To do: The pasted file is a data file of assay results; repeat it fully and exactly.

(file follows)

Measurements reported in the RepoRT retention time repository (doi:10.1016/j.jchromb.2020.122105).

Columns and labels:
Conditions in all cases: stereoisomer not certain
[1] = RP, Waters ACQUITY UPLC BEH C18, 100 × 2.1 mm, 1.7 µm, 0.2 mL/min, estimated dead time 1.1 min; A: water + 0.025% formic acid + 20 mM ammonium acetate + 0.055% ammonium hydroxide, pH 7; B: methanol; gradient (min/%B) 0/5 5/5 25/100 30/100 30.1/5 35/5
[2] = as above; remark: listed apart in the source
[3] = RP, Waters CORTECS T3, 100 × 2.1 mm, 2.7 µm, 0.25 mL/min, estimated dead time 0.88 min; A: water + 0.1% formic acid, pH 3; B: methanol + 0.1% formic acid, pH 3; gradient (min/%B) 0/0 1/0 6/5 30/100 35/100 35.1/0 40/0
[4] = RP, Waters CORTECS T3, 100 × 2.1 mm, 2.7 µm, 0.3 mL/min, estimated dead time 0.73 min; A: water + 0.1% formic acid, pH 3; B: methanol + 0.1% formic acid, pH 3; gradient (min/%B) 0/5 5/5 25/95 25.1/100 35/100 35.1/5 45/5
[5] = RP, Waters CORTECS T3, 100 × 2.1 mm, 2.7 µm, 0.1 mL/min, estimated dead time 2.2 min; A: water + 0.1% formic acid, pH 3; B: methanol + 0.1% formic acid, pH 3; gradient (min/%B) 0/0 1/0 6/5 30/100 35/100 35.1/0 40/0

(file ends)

Measurements reported in the RepoRT retention time repository (doi:10.1016/j.jchromb.2020.122105).

Columns and labels:
Conditions in all cases: stereoisomer not certain
[1] = RP, Waters ACQUITY UPLC BEH C18, 100 × 2.1 mm, 1.7 µm, 0.2 mL/min, estimated dead time 1.1 min; A: water + 0.025% formic acid + 20 mM ammonium acetate + 0.055% ammonium hydroxide, pH 7; B: methanol; gradient (min/%B) 0/5 5/5 25/100 30/100 30.1/5 35/5
[2] = as above; remark: listed apart in the source
[3] = RP, Waters CORTECS T3, 100 × 2.1 mm, 2.7 µm, 0.25 mL/min, estimated dead time 0.88 min; A: water + 0.1% formic acid, pH 3; B: methanol + 0.1% formic acid, pH 3; gradient (min/%B) 0/0 1/0 6/5 30/100 35/100 35.1/0 40/0
[4] = RP, Waters CORTECS T3, 100 × 2.1 mm, 2.7 µm, 0.3 mL/min, estimated dead time 0.73 min; A: water + 0.1% formic acid, pH 3; B: methanol + 0.1% formic acid, pH 3; gradient (min/%B) 0/5 5/5 25/95 25.1/100 35/100 35.1/5 45/5
[5] = RP, Waters CORTECS T3, 100 × 2.1 mm, 2.7 µm, 0.1 mL/min, estimated dead time 2.2 min; A: water + 0.1% formic acid, pH 3; B: methanol + 0.1% formic acid, pH 3; gradient (min/%B) 0/0 1/0 6/5 30/100 35/100 35.1/0 40/0